Forced borders: the fallacy of scientific government

 

The western worldview is underpinned by post-Enlightenment, scientific thought. Accordingly, western nations tend to be governed by technocratic public servants that reduce the art of government to the science of policy outcomes.

This pattern is understandable. It is a very human activity, in that it attempts to sever human messiness from that most innately human of activities: politics. However, by seeking to deny human fallibility any role in public life, scientific government—sometimes gloriously, sometimes tragically—affirms our enormous capacity for failure.

We should recognise Operation Fortitude—madly conceived and abruptly terminated this Friday past by the Australian Federal Government et al.—as one of the more glorious instances.

Many words of derision, abject horror and justifiable outrage have already been penned to this melange of horrible, terrible, really bad ideas masquerading as—what? A mistake? A public relations exercise? A calculated dog whistle?

Regardless, it has, momentarily, turned government—that institution valorised by western political theorists as the repository of public legitimacy and guarantor of an ordered society—into a farce. And what a massive entity it is that now looks foolish.

Public administration is a cascading series of hierarchies that organise innumerable technical roles and functions into a monolithic, rational being: ‘the state’. Through careful organisation, countless public servants working across diverse fields constitute a rational entity with the power to address the manifold issues of modern society. The same logic that applies to corporations also animates government.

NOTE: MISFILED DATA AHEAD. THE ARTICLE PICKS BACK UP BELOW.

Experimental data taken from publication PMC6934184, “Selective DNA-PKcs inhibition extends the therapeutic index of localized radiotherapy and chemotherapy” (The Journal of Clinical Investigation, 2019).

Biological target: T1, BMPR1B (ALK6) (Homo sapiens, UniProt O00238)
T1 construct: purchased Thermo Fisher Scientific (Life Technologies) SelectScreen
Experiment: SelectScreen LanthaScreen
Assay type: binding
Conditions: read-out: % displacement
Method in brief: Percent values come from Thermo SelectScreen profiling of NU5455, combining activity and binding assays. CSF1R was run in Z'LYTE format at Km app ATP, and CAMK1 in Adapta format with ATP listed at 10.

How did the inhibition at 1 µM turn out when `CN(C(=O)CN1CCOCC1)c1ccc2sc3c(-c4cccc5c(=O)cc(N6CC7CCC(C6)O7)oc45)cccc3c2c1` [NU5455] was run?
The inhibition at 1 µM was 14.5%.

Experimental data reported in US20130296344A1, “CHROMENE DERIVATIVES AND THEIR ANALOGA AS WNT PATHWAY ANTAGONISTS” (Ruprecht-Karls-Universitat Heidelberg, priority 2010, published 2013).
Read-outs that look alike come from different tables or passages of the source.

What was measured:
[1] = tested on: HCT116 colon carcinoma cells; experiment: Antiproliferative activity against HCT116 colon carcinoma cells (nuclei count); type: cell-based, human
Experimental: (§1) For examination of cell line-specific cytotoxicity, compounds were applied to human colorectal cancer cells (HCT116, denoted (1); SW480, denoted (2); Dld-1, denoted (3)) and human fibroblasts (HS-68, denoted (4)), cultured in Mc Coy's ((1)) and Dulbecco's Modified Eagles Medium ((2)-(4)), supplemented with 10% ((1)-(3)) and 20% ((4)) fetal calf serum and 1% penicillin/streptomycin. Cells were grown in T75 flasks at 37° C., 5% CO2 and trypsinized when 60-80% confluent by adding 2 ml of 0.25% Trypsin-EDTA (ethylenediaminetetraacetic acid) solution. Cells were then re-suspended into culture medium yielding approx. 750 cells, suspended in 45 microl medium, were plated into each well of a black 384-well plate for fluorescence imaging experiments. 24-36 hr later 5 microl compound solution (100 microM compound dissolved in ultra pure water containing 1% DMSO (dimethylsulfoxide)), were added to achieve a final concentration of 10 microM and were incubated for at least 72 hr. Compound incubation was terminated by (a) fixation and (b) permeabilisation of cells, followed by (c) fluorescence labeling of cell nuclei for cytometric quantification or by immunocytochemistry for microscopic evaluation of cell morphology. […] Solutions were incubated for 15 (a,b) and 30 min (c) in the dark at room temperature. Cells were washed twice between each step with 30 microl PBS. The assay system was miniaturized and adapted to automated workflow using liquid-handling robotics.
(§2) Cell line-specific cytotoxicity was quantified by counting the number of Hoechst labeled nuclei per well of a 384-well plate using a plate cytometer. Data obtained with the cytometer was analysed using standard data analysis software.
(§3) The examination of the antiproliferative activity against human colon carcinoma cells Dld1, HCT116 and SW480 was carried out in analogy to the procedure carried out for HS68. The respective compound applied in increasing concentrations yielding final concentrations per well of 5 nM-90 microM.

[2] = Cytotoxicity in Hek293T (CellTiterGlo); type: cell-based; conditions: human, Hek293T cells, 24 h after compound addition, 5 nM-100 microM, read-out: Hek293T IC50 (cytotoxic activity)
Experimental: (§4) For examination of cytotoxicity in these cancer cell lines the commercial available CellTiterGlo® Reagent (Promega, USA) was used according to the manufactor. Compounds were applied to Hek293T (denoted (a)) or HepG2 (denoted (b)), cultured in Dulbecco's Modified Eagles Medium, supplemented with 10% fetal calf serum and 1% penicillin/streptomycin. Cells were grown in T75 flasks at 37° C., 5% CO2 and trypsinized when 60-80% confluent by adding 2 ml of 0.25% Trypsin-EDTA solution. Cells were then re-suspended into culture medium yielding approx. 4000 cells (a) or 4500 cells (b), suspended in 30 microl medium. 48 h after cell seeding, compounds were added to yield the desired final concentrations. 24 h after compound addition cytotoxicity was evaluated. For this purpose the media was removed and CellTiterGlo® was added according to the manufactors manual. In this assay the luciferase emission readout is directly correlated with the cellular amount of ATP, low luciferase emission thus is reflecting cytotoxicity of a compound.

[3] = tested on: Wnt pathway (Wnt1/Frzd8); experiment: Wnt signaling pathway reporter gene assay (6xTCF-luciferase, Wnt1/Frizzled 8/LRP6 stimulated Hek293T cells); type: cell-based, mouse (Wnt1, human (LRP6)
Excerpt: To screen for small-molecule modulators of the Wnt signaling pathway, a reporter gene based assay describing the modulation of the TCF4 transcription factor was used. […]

And surely this structuring, this funneling of resources into a unified, near-omnipotent sovereign being, is more necessary now that ever before? With the advent of globalisation, of digitisation, of mass-development in the ‘Third World’, surely the complexity of the world is growing exponentially? Let’s save the actual answer to that question for another time. Suffice to say that the received wisdom is yes: complexity in society is growing as the years go by.

Human beings have two impulses when faced with complexity: to control it, or else to avoid it altogether. A kind of modern fight-or-flight reflex. Operation Fortitude is a graceless monument to both these impulses.

First, to control: the western state, by amassing vast resources at great expense, seeks to morally and physically control the space it governs. So we have screeds of legislation regulating every aspect of every fraction of ‘public’—and, often, ‘private’—life. So we in Australia must have a massive, paramilitary Border Force to control who comes ‘here’, and on what terms. (As do all nations, to a greater or lesser extent.)

Second, to avoid: the great flaw of the western state is that is an incredible human machine, composed of logical structures of skilled professionals—and headed by a select group of painfully human humans. A Department answers to a Secretary answers to a (in Australia) Parliament that is controlled by the government that is dominated by Cabinet that is ultimately run by a clique of ‘decision-makers’. Faced with complexity, critical thought is avoided. Ambiguous choices are thrown one link higher up the chain.

Thus the god-like beast answers to a few, who, like all of us, have good and bad days. A few who, understandably, might have the desire to avoid the insurmountable problems of—for example—tax avoidance in a neoliberal economy, a fatally warming planet, and public furor over whether the modern conception of marriage should equate with love or sex.